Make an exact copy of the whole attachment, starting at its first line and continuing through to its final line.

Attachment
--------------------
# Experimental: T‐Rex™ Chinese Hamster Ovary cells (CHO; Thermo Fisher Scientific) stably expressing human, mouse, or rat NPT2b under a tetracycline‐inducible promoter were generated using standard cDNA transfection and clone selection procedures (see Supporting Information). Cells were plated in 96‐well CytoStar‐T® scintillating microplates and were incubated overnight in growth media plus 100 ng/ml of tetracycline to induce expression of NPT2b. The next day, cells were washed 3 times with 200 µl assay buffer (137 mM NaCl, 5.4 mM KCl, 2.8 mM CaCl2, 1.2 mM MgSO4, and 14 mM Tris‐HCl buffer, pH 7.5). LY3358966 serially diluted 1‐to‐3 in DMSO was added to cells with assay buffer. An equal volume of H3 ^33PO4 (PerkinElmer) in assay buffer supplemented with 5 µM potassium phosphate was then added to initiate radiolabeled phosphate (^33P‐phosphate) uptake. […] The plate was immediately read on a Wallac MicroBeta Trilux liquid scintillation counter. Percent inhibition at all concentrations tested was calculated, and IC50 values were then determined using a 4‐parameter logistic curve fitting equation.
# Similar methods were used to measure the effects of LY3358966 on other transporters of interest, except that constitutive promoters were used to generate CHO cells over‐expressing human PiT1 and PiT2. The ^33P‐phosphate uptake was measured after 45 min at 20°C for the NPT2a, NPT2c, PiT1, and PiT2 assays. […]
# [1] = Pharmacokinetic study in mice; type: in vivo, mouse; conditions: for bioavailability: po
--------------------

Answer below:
# Experimental: T‐Rex™ Chinese Hamster Ovary cells (CHO; Thermo Fisher Scientific) stably expressing human, mouse, or rat NPT2b under a tetracycline‐inducible promoter were generated using standard cDNA transfection and clone selection procedures (see Supporting Information). Cells were plated in 96‐well CytoStar‐T® scintillating microplates and were incubated overnight in growth media plus 100 ng/ml of tetracycline to induce expression of NPT2b. The next day, cells were washed 3 times with 200 µl assay buffer (137 mM NaCl, 5.4 mM KCl, 2.8 mM CaCl2, 1.2 mM MgSO4, and 14 mM Tris‐HCl buffer, pH 7.5). LY3358966 serially diluted 1‐to‐3 in DMSO was added to cells with assay buffer. An equal volume of H3 ^33PO4 (PerkinElmer) in assay buffer supplemented with 5 µM potassium phosphate was then added to initiate radiolabeled phosphate (^33P‐phosphate) uptake. […] The plate was immediately read on a Wallac MicroBeta Trilux liquid scintillation counter. Percent inhibition at all concentrations tested was calculated, and IC50 values were then determined using a 4‐parameter logistic curve fitting equation.
# Similar methods were used to measure the effects of LY3358966 on other transporters of interest, except that constitutive promoters were used to generate CHO cells over‐expressing human PiT1 and PiT2. The ^33P‐phosphate uptake was measured after 45 min at 20°C for the NPT2a, NPT2c, PiT1, and PiT2 assays. […]
# [1] = Pharmacokinetic study in mice; type: in vivo, mouse; conditions: for bioavailability: po